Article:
The Impact of Patent Protection and Lack of Generic Competition on the Right of Access to Medicines in South Africa: Explicating Corporate Responsibilities for Human Rights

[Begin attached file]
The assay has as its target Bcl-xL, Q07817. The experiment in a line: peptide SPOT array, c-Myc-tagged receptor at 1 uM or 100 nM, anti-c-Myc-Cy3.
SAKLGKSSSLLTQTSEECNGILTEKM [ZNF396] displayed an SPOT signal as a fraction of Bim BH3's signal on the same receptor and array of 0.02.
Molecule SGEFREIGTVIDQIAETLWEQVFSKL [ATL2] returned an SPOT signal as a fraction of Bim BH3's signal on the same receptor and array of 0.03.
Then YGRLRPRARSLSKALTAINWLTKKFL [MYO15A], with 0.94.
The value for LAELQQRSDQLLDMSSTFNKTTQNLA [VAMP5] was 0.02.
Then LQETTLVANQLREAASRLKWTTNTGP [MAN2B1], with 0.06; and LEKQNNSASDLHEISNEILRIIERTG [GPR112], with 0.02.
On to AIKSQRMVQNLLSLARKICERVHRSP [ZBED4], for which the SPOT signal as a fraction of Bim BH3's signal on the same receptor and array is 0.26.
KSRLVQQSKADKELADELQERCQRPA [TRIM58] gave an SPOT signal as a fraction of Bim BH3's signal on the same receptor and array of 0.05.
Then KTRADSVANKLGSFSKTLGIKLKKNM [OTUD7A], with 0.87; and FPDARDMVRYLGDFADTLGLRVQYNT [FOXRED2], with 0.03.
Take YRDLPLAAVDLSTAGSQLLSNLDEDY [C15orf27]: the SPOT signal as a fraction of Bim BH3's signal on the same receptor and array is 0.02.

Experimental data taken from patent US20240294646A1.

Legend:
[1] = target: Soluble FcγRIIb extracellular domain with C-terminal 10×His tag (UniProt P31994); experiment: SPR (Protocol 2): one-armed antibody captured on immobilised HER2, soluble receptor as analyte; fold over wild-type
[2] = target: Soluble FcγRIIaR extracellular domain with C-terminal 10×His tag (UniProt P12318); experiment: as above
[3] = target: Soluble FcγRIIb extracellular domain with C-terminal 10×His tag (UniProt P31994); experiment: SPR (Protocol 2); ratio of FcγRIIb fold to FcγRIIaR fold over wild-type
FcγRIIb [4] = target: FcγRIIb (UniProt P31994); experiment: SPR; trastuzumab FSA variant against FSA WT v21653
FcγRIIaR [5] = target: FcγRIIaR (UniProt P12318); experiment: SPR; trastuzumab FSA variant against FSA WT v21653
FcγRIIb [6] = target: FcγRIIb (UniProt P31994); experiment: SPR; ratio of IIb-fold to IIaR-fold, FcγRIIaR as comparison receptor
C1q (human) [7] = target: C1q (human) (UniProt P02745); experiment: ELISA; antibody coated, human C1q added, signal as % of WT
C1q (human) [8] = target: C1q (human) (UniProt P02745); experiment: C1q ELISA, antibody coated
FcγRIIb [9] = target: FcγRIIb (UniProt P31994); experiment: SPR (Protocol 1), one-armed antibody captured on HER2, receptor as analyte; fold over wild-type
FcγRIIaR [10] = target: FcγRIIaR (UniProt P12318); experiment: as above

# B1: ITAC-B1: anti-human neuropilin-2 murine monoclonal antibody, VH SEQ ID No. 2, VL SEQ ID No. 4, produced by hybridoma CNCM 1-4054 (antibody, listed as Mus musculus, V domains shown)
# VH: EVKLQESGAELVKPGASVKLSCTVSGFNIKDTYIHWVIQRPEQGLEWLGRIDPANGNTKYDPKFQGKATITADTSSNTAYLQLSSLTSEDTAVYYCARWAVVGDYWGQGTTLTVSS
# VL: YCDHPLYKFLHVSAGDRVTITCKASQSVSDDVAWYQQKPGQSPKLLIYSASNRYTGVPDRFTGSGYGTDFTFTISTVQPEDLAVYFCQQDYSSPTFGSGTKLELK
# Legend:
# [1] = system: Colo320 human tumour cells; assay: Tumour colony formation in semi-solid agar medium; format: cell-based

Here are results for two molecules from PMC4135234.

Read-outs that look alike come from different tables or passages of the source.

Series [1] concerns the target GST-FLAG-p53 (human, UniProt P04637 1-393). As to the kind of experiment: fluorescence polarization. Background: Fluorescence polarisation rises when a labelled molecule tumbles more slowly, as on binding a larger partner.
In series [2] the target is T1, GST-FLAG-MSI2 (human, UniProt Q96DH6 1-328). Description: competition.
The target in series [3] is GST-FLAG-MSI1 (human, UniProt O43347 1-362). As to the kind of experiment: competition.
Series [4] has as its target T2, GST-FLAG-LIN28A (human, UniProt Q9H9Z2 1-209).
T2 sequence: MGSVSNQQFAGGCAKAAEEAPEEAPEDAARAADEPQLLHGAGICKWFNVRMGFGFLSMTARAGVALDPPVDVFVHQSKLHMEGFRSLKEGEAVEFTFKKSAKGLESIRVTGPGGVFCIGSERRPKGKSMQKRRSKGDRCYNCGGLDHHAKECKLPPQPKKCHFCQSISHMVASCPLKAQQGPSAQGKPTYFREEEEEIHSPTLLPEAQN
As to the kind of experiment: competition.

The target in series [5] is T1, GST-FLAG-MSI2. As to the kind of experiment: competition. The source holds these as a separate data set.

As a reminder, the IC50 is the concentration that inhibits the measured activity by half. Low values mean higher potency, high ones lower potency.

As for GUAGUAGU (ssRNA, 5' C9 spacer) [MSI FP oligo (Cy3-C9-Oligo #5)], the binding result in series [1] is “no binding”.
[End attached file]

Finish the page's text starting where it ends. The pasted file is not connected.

AbstractIn the case of Cipla Medpro v Aventis Pharma (139/12) Aventis Pharma SA v Cipla Life Sciences (138/12)  ZASCA 108, the court stated, ‘Where the public is denied access to a generic during the lifetime of a patent that is the ordinary consequence of patent protection and it applies as much in all cases.’ This remark brings into the arena the issue of the impact of patent protection and the lack of generic competition on the fundamental right to have access to medicines provided for in the Constitution of South Africa and recognized in various regional and international human rights instruments and declarations. The right to have access to medicines can be assured if a sustainable supply of affordable medicines can be guaranteed. However, when sustainability of supply can be guaranteed, new medicines are often too expensive for poor people and governments in the developing countries. This paper seeks to investigate the challenge posed by intellectual property, specifically pharmaceutical patents, which human rights activists blame for creating monopolies that keep medicines inaccessible or unaffordable, and which pharmaceutical companies extol as necessary incentive for expensive research and development. The aim is to provide recommendations, on how this challenge that arises when intellectual property (pharmaceutical patents) and human rights converge can be overcome by pharmaceutical companies. The paper concludes that the enjoyment of the fruits of one’s intellectual property while at the same time preventing adverse human rights impacts is possible through a stakeholder and human rights oriented corporate governance approach.
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